Cycling SE from Angermünde in Uckermark, Brandenburg, you might come across, as we did, a large heavily-built tower on a ridge looking over the Oder flood-plain to the Polish border. This is the keep of Stolpe castle, which was originally built in the late twelfth century by Danes.
Danes? Yes, this land was once owned by the Duchy of Pomerania to the north, which owed fealty to the king of Denmark. In fact the tower's lower layers (just before the brick) are constructed from lower Jurassic Höör sandstone imported from southern Sweden.
The castle was pretty much burnt down in 1445 when Elector of Brandenburg Friedrich II conquered the Duke of Pomerania, but the keep survived and rubble from the rest of the castle was piled up around it and protected it from the ravages of time.
It was restored around 1920 and though it took three shells from the Red Army in 1945 it wasn't significantly damaged. It took reunification before any further restoration, which was carried out from 2006 to Easter 2008 when it was opened for the first time to the public.
Note that that is the red and white flag of Brandenburg flying from the top, not an upside down red and white Polish flag.
An interesting feature of the keep is that the 'front door' is so high up. Visitors today have to climb a metal spiral staircase to get inside. The keep of a castle is the main residential space for the king or lord, so it was certainly secure from attack, as long as the besiegers didn't bring a tall ladder with them.
|Looking down the spiral staircase|
Visitors today can peer down a hole into the dungeon below. There is a guide who will turn the light on for you to see better. The prospect of ever being stuck down there in the dark is terrifying. Food (or worse) would be flung down at you, and the only way out would be if someone lowered a rope down for you.
|Looking down into the dungeon|
|Mediaeval must-have fashion|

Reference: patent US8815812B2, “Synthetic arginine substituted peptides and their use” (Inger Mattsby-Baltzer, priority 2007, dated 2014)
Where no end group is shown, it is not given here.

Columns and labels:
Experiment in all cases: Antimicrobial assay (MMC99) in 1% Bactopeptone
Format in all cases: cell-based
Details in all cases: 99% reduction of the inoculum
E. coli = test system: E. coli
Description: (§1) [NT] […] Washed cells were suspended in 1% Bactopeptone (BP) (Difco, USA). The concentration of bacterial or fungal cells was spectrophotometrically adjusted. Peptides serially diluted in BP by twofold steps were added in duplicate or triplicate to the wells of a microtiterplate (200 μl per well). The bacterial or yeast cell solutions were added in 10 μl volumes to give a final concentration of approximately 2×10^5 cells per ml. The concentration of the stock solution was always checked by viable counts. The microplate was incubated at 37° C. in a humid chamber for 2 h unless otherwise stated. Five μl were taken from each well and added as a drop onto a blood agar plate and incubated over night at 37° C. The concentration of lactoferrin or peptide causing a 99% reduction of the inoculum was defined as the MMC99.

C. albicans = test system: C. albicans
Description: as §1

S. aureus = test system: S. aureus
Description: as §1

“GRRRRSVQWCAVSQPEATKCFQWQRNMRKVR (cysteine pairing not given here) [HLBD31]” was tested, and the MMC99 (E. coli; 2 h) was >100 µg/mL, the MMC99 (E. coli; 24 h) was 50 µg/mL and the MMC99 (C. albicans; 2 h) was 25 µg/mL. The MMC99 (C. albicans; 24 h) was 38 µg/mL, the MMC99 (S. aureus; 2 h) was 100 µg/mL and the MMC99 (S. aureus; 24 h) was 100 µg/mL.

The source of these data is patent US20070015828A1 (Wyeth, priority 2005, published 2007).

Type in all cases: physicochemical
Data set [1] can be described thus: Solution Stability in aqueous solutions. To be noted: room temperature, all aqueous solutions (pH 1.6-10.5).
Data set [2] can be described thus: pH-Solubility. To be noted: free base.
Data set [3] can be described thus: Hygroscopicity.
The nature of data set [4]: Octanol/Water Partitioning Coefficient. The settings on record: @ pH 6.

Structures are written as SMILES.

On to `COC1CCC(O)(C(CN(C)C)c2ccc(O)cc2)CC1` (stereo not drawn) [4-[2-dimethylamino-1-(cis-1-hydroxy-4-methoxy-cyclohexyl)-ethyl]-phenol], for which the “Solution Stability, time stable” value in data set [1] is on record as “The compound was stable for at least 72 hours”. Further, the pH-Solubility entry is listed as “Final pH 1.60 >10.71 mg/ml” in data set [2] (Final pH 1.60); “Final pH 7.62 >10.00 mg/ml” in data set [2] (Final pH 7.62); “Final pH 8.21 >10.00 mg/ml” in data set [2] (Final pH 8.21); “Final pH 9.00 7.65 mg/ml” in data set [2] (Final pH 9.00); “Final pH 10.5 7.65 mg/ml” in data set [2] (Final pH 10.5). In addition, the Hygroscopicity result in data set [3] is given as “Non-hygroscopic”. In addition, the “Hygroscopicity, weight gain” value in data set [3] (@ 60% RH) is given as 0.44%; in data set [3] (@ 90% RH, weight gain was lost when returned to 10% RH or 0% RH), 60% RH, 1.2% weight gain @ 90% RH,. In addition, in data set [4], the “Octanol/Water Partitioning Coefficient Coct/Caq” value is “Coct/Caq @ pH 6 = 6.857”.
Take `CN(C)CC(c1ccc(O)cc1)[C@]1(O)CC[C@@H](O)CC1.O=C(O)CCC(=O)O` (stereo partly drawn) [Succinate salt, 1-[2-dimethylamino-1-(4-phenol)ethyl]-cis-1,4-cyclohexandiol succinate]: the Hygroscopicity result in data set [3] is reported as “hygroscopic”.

By the way, these photos are from the archives, and a cycle we did from Angermünde to Schwedt back in September 2011, so don't go wondering why the gorse is out.
Oh yes, I promised you in the title a retelling of the Grützpott Saga. The Stolper-Turm is colloqually known as the Grützpott, and this is the legend of how it got its name:
According to the saga, many centuries ago there lived in the castle a robber baron by the name of Tiloff. He particularly targeted merchants who were travelling through his territory. One day he spied a merchant from Silesia who had a very large money-pouch (in German, eine Geldkatze, or money cat). When the merchant rode through Stope forest the knight Tiloff fell upon him with a drawn sword. But the merchant had a gun, loaded with a silver button from his wife's dress. The button hit the knight in the heart, and he fell down dead from his horse. His squire fled horrified back to the castle.
The villagers soon got to hear of the death of the hated Tiloff, and banded together to destroy the despised castle. They soon took over the castle, but not the dungeon tower. The defenders of the tower threw all sorts of things down onto the attackers. When they had nothing left, they threw down their lunch, a pot-full of 'Grützbrei' (a porridge of groats, or grits if you are southern USA). The slop of hot porridge landed on the helmet of the blacksmith from the village of Stolpe, who was standing on thr top rung of a ladder at the door at the time. He was totally enraged and with a cry of 'Den Grützpott war'n wi bald utschüren' (something like, the porridge pot is going to be soon stoked up - i.e. like you stoke up a fire under a pot in the kitchen) he struck the door fiercely with an iron bar and smashed it to pieces and gained entry.That was the end of the robber's nest. The walls of the castle were pulled down, but the thick tower, the Grützpott, was allowed to stand as a reminder.
So there you go!
From Stolpe we followed the canal running parallel with the Oder on a very pleasant cycle, eventually meeting up with the Oder-Neiße cycle path.
|Barge sedately bringing goods out of Poland|
... and the Polish border.